As the season progresses, one area of concern is that the Rangers are still hemorrhaging shots against, and dangerous ones at that, while not exactly sustaining offensive pressure. It is a continuation of last year’s concerns, where the offense would go dry for long stretches and the Rangers would play most of the game in their end. The Alain Vigneault era has ended, and thus this brand of hockey was supposed to end.
If you look at the numbers, the Rangers currently sport very underwhelming possession stats (all per Natural Stat Trick):
- CF%: 46.49% (27th)
- SCF%: 50% (18th)
- HDCF%: 51.88% (12th)
These numbers are basically in line with the final years of AV. The Rangers don’t sustain offensive zone time, as shown in their CF%. However, the chances they do get are pretty solid chances, as shown in the SCF% and HDCF% numbers. Yet for the start of the season, we have never really felt the Rangers are in control of any games, nor are they scoring as much. This is to be expected, since the skill level is significantly lower this year. The shooting percentage has dried up, and the goals aren’t coming.
For those wondering why the numbers under David Quinn are nearly identical to what we saw with Alain Vigneault, let’s recall what we saw when AV took over for John Tortorella. The Rangers were struggling to score consistently. They were getting absolutely torched defensively. The goaltending couldn’t keep them afloat. All of this was in October and November, with the low point being the two losses in San Jose and Anaheim by a score of 15-2. That run ended Martin Biron’s career.
But then November came and went. The Rangers adapted to AV’s new system, something they struggled with mightily to start the year. All of a sudden the numbers turned. From December through the end of the year, the Rangers were one of the best possession teams in the league, and they rode that new system to the Stanley Cup Final.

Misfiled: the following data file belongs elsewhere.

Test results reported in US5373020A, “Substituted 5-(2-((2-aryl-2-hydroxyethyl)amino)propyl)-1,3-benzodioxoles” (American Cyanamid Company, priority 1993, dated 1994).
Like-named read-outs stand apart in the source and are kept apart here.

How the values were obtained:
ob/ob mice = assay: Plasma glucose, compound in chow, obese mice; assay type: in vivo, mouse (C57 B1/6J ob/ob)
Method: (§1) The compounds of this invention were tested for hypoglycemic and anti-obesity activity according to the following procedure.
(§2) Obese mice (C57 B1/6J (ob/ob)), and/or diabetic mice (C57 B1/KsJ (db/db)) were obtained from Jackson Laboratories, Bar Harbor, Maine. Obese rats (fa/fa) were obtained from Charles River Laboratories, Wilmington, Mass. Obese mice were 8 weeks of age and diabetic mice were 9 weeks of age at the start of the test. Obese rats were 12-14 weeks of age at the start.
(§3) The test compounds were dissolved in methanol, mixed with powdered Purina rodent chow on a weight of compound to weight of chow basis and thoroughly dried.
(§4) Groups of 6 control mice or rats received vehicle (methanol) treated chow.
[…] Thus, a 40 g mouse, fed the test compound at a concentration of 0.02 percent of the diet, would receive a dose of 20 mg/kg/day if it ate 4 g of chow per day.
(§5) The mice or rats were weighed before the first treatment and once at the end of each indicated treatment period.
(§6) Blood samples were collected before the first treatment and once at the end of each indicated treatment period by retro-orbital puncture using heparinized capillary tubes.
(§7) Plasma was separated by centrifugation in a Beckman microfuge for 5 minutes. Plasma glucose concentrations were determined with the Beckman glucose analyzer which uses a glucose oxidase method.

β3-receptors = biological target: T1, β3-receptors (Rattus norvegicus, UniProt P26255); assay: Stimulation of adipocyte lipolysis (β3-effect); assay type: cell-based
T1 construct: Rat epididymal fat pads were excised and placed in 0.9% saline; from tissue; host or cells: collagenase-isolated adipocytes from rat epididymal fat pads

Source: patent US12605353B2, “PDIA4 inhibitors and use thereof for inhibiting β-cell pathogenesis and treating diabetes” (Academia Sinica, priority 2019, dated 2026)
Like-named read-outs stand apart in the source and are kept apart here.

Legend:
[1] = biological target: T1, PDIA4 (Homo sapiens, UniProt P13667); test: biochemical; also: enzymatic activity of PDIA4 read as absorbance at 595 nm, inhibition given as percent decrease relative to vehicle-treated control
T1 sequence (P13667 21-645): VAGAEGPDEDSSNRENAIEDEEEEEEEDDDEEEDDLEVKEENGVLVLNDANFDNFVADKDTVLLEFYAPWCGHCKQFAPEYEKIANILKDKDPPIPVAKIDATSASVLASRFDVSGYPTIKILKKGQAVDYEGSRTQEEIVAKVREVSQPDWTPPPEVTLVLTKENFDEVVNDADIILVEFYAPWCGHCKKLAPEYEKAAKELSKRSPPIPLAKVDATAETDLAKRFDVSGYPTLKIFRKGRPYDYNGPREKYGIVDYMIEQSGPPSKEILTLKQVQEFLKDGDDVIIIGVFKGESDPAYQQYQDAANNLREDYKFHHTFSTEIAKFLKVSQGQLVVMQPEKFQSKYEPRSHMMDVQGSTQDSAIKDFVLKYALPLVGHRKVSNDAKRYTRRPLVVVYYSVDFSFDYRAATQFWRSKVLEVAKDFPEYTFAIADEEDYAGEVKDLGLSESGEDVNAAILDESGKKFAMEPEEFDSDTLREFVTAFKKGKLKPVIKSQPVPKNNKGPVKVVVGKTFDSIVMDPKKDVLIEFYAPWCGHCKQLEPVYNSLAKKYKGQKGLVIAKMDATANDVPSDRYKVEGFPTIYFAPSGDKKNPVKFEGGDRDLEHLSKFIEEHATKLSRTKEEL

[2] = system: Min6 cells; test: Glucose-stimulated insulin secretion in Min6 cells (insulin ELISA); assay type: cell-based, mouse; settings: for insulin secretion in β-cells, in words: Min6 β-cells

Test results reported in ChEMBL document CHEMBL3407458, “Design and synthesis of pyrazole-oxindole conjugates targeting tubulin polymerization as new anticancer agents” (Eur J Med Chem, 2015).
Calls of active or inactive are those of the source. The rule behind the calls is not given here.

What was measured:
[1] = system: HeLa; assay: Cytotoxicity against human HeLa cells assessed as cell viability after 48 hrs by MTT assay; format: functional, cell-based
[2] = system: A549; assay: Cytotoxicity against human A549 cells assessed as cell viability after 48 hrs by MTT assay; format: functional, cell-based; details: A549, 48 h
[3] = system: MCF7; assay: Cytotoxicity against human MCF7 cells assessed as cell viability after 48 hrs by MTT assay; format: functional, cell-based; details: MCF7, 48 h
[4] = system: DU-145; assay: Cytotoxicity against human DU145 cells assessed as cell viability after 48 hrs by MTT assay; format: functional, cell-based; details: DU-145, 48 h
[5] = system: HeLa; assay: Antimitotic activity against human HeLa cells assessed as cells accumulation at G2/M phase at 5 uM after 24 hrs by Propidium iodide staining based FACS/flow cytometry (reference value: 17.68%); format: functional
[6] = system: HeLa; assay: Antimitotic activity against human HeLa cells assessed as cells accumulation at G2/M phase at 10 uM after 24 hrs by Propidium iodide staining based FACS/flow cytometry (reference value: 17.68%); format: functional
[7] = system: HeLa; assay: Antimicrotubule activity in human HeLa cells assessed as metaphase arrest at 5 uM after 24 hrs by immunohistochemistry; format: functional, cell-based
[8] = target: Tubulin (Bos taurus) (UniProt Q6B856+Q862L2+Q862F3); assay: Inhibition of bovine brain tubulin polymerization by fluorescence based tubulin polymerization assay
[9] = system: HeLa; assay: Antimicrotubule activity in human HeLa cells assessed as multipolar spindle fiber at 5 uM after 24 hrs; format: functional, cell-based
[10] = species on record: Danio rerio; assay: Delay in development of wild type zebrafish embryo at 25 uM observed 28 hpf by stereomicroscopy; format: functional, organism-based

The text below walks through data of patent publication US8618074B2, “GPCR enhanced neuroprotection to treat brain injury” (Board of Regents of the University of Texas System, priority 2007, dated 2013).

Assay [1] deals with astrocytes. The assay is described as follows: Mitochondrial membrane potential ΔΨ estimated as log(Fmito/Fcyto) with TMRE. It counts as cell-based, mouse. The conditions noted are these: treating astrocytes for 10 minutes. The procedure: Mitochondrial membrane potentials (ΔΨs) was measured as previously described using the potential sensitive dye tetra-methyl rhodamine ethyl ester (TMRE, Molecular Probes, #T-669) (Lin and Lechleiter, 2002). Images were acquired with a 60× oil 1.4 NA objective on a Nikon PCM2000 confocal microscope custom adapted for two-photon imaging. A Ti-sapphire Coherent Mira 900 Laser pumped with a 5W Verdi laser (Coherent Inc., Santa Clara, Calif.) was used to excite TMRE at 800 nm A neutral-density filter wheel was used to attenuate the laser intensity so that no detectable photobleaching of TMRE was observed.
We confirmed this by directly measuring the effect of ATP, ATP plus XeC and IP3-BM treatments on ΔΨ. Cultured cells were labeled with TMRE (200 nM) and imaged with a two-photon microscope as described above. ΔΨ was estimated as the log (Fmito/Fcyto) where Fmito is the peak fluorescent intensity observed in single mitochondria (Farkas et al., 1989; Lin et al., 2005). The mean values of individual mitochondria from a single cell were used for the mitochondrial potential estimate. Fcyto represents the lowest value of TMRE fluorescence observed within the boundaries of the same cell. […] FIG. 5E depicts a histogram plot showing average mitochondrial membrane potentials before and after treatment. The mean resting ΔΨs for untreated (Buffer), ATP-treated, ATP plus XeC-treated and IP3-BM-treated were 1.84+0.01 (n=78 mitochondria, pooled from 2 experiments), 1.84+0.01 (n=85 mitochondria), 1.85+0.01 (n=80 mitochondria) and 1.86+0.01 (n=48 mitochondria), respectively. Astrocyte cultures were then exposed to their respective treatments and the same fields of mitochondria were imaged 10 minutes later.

The same type of adjustment is going to happen under Quinn, save for June hockey. The Rangers are hardwired for AV’s man/overload hybrid system, and it takes time to reprogram them for Quinn’s more fundamental style. I don’t expect the Rangers to magically become one of the best possession teams in hockey, but I do expect them to stop giving up high danger chances in such drastic quantities.
For me, the numbers in October and November –both at the team level and individual level– tell a story, but they are not what this team will be at the end of the year. The trends we see from December through the end of the season, when the team has adjusted to the new system, will tell the story of where the team is going.
Maybe it’s the optimist in me, but I expect the Rangers to get closer to 50% in possession in that last two-thirds of the season. The numbers will tell two stories. What they were, and what we should expect going forward. Until then, it’s a bumpy ride."The numbers, the system, the adjustment, and what it all means",